There were six printings from three pairs of plates.

More importantly, there are three types of stamps printed of the 4s: Type I, Type II, Type III.
Type I: Control number in lower left corner square is a 4. Dot only after FRM.
Type II: Control number in lower left corner square is a 4. Dot after R and M in  FRM.
Type III: Control number in lower left corner is a 2. Dot after R and M in  FRM.

Let's take a look at this example...

Unfortunately, this example has a color "blob" in the right upper corner of the lower left corner square, so is it a "4" or a "2"? :Unknown. But this example only has one one dot after "M" of FRM. Therefore this is a Type I.  

1854 Scott 4a 4s yellow brown  "Royal Emblems"
Dotting in Spandrels; Yellow Brown Burelage
The color again looks "orange-brown". This stamp has a "55" numeral postmark: "Ribe" 

Let's look at what type...

Unfortunately, the cancel ink goes right through the area of the lower left corner square, so I cannot discern if it is a "4" or a "2". But there is a dot after "R" and "M" in FRM. Therefore, I can narrow the possibilities to Type II or Type III.

1857 Scott 6 16s gray lilac"Royal Emblems"
Dotting in Spandrels; Yellow Brown Burelage
Scott gives only "gray lilac" as the color, and this stamp is definitely gray. CV is $190.

The numeral postmark "30" indicates that this stamp was cancelled in Horsens.

Michel indicates that 565,000 stamps were produced.

Facit says there was one printing from one plate of Type III. And, if one looks carefully, one can see a "2" in the right upper corner of the lower left corner square, :-)

Facit also lists three colors: "grey", "violet-grey", "grey-violet".

1858 Scott 7 4s yellow brown "Royal Emblems"
A4: "Wavy lines in Spandrels", Yellow Brown Burlage
The 1858-62 issue of two stamps (4s & 8s) is identical to the 1854-57 issue in outward appearance except there are wavy lines in the Spandrels rather than dots.

The 4s stamp was issued May, 1858 in double sheets of 2X100 stamps. There were five printings from two double plates: output 44 million. CV $8+.

The 4s stamp can exist as Wmk 111 (small crown) and Wmk 112 (Crown), so check watermatks for this issue denomination.

Scott lists "yellow brown" as the major color, and also "brown", for the 4s stamp. Michel has "orange brown" and "dark brown" as the colors for the Wmk 111 stamp, and "brown" for the Wmk 112 stamp.

Facit lists "brown", "orange brown" (1858), "brown reddish brown" (1859), "red brown", "dirty brown" (1860), "dull brown", "dark coffee brown", and "rose brown" (1861).

1854 Scott 7 4s yellow brown  "Royal Emblems"
Waving lines in Spandrels; Yellow Brown Burelage
The numeral postmark on this 4s looks like "1": "Kjobenhavn".

Wavy Lines in Spandrels close-up
If it is not already apparent, here is a close-up of the wavy lines in the Spandrel (A4 design).

1854 Scott 7 4s yellow brown  "Royal Emblems"
Wavy lines in Spandrels; Yellow Brown Burelage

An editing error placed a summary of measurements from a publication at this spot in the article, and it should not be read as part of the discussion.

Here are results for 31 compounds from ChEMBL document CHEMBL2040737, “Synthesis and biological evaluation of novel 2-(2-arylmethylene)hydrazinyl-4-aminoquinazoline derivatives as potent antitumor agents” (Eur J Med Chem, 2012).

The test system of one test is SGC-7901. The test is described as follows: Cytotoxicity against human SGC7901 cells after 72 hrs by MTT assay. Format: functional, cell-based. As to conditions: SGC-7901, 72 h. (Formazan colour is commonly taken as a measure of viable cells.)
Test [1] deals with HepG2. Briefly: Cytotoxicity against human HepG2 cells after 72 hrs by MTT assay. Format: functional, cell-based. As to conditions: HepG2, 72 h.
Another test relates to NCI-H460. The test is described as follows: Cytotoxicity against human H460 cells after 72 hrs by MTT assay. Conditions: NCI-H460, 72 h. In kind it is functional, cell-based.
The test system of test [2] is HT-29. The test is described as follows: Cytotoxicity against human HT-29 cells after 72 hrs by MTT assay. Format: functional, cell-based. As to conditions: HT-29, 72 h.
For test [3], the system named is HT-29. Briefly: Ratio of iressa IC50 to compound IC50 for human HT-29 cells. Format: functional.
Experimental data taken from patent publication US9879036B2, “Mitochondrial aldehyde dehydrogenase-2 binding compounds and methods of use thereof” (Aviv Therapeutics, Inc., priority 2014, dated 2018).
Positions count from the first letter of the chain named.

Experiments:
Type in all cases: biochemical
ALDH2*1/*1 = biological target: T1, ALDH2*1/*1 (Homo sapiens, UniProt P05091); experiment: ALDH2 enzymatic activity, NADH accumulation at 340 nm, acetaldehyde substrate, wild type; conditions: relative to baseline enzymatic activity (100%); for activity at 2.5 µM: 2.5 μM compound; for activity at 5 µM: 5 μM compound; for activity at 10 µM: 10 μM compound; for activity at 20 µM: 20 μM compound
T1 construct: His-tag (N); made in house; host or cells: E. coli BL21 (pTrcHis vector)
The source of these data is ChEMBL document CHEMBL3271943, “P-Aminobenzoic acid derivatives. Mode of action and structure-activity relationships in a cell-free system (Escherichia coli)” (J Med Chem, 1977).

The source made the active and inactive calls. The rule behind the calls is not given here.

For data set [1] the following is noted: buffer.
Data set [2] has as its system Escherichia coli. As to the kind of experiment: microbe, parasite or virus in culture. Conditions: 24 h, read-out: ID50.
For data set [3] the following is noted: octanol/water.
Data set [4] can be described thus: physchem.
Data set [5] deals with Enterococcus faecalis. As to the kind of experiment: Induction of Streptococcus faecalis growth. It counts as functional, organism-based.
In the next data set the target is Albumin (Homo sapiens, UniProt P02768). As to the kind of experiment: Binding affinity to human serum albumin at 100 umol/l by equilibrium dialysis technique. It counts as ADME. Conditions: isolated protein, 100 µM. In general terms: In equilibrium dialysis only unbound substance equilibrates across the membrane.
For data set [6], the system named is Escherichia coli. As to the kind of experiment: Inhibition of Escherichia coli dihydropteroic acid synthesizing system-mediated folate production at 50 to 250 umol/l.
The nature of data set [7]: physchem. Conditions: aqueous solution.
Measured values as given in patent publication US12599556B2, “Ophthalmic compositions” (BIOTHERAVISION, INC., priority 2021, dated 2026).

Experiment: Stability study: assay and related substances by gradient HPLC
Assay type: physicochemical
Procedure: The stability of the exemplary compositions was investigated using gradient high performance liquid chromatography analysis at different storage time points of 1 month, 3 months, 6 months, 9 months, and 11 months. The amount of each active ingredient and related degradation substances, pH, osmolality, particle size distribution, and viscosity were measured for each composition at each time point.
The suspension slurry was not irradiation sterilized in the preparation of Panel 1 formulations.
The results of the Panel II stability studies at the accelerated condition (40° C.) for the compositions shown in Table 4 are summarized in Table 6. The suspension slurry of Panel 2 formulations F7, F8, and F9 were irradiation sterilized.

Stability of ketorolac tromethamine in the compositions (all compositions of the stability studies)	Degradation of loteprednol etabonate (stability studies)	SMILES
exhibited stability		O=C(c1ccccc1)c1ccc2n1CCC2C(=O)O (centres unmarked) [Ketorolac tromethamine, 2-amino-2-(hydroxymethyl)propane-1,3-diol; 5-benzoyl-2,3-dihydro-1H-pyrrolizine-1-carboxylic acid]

Perhaps this stamp is the closest I have to Scott's "yellow brown". It is curious though that neither Michel or Facit describes any 4s stamp with that color. I think "orange brown" is more accurate.

1854 Scott 7a 4s  brown  "Royal Emblems"
Wavy lines in Spandrels; Yellow Brown Burelage
Now this is interesting. This 4s is clearly a "brown" color (compared to the others I have). Michel also lists "brown" as a color that can be found with the Wmk 112 stamp.

Upper row (Control Examples): Wmk 111 (small crown); Wmk 112 (Crown)
Lower row: (Specimen to be examined): Looks like Wmk 111
I dipped the 4s "brown" into the watermarking tray, and it is clearly a Wmk 111, not a Wmk 112.

Therefore, this example is Scott 7a "brown", with Wmk 111. If the watermark had been Wmk 112, my example would have been 1862 Scott 7b.

1858 Scott 8 8s green  "Royal Emblems"
Wavy lines in Spandrels; Yellow Brown Burelage
The other stamp, in the two stamp 1858-62 issue, is the 8s green. CV is $82+.

This stamp was issued Sept 25, 1858 with one printing from two plates. There were 777,000 stamps produced.

"Green" is the only color listed by all my catalogues.

1863 Scott 9b 4s red brown "Royal Emblems"
A4: "Wavy Lines in Spandrels", Yellow Brown Burlage
Rouletted 11, Wmk 112 (Crown)
In 1863, a two stamp rouletted issue, with Wmk 112, was released.  Recall that all preceding "Royal Emblems" stamps were imperforated, and had Wmk 111 (Except for the 1858-62 4s, which is found with both Wmk 111 & Wmk 112).

The Scott 10 16s violet is an A3 design, and I will not say more about it as I don't have it, and it is expensive (CV $650).

The above A4 design 4s, though, is a much more modest CV $15.

Scott lists three colors: Scott 9 "brown", Scott 9a "deep brown", and Scott 9b "red brown". To me, my specimen is a "red brown" color.

Michel only has "reddish brown", while Facit lists "brown", "dull yellow brown", "dull brown", and "red brown".

1858 Scott 8 8s green  "Royal Emblems"
Wavy lines in Spandrels; Yellow Brown Burelage
Out of the Blue
I learned a bit more about these early Danish "Royal Emblems" stamps, and I hope you did too!

Comments appreciated!


  1. Hi Jim,

    Thanks for this post, it let me figure out two 4s stamps I have. Also, I think that for both 8s green depicted you meant wavy lines in spandrels.

    1. Thanks Tyrannus. Actually, there were a number of stamps that the label needed to be changed to "Wavy Spandrels". That's what happens when one cuts and pastes, and forgets to change the label. :-) Now fixed.

  2. One possible way to have a "reasonable" Sc1 might be to get an 1884 reprint with burelage. Technically it was approved so not a forgery. Facit lists them for about $10. I recently finished the forgeries and found 10 of the 12 or so known ones - none really dangerous. Many collectors inherit forgeries and are not aware

  3. 8 Skilling, 1857 - I have the 1951 specialised 2 volume catalog by SCHMIDT-ANDERSEN and 3 colors are noted - yellow-green, green & blue-green. There was only 1 printing. A 1924 reprint in green is also noted.

    1. Thanks Ron for the comments.
      Check out Ron's Stamp Forgeries site at: